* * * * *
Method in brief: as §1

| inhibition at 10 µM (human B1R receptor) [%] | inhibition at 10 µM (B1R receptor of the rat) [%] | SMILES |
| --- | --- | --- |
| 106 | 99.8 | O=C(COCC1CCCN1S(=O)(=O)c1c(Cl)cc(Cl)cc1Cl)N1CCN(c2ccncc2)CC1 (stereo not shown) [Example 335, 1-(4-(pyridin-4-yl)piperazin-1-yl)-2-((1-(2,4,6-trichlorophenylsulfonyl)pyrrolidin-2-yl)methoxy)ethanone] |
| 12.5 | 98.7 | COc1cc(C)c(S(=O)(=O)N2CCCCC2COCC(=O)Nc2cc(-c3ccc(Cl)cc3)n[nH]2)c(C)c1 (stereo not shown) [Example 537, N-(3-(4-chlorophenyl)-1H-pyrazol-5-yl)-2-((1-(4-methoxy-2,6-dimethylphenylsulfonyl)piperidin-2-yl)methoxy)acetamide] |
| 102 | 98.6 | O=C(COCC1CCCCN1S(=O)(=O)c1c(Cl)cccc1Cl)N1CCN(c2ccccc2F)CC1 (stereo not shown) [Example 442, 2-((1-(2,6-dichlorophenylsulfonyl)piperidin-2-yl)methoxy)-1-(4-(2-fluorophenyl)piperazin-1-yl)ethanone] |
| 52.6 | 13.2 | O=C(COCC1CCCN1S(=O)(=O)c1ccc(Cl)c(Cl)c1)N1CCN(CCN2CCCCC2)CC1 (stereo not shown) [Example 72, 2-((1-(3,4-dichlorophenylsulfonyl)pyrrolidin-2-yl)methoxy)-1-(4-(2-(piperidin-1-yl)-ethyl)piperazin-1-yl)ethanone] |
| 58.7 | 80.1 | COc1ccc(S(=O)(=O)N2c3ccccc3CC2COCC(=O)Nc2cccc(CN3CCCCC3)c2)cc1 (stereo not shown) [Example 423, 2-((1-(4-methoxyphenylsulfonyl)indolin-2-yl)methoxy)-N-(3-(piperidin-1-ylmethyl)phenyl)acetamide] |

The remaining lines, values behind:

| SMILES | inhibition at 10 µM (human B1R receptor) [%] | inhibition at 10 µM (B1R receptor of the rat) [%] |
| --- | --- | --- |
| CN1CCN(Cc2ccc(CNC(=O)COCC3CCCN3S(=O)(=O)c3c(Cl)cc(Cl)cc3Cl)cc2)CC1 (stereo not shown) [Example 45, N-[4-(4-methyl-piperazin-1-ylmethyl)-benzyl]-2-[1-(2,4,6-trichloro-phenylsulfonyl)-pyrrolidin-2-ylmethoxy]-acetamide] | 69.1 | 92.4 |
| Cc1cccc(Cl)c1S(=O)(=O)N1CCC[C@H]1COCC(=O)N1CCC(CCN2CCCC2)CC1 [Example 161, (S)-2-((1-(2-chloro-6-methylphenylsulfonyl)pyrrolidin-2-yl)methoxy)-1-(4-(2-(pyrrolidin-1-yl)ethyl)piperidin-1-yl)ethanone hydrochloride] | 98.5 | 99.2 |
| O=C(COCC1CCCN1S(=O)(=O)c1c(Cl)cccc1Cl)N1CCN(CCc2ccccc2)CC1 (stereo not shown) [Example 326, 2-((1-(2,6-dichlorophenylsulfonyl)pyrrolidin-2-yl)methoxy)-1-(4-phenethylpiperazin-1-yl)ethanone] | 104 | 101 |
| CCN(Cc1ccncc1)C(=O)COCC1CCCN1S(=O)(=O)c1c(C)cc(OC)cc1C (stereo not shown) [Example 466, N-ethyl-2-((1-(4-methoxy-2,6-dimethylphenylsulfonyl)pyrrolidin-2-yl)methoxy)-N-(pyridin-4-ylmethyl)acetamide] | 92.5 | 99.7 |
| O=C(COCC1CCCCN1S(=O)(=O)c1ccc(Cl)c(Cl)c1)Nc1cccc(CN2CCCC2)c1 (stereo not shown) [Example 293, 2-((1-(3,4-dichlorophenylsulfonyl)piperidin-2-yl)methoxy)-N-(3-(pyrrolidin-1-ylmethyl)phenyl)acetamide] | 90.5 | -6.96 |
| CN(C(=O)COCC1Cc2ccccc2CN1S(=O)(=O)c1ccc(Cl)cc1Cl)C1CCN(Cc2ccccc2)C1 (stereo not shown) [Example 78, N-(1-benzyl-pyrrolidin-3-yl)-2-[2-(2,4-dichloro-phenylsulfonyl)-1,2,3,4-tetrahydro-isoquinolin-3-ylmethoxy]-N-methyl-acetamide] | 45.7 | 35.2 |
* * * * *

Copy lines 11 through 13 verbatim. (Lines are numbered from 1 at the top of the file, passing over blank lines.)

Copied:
| --- | --- | --- |
| CN1CCN(Cc2ccc(CNC(=O)COCC3CCCN3S(=O)(=O)c3c(Cl)cc(Cl)cc3Cl)cc2)CC1 (stereo not shown) [Example 45, N-[4-(4-methyl-piperazin-1-ylmethyl)-benzyl]-2-[1-(2,4,6-trichloro-phenylsulfonyl)-pyrrolidin-2-ylmethoxy]-acetamide] | 69.1 | 92.4 |
| Cc1cccc(Cl)c1S(=O)(=O)N1CCC[C@H]1COCC(=O)N1CCC(CCN2CCCC2)CC1 [Example 161, (S)-2-((1-(2-chloro-6-methylphenylsulfonyl)pyrrolidin-2-yl)methoxy)-1-(4-(2-(pyrrolidin-1-yl)ethyl)piperidin-1-yl)ethanone hydrochloride] | 98.5 | 99.2 |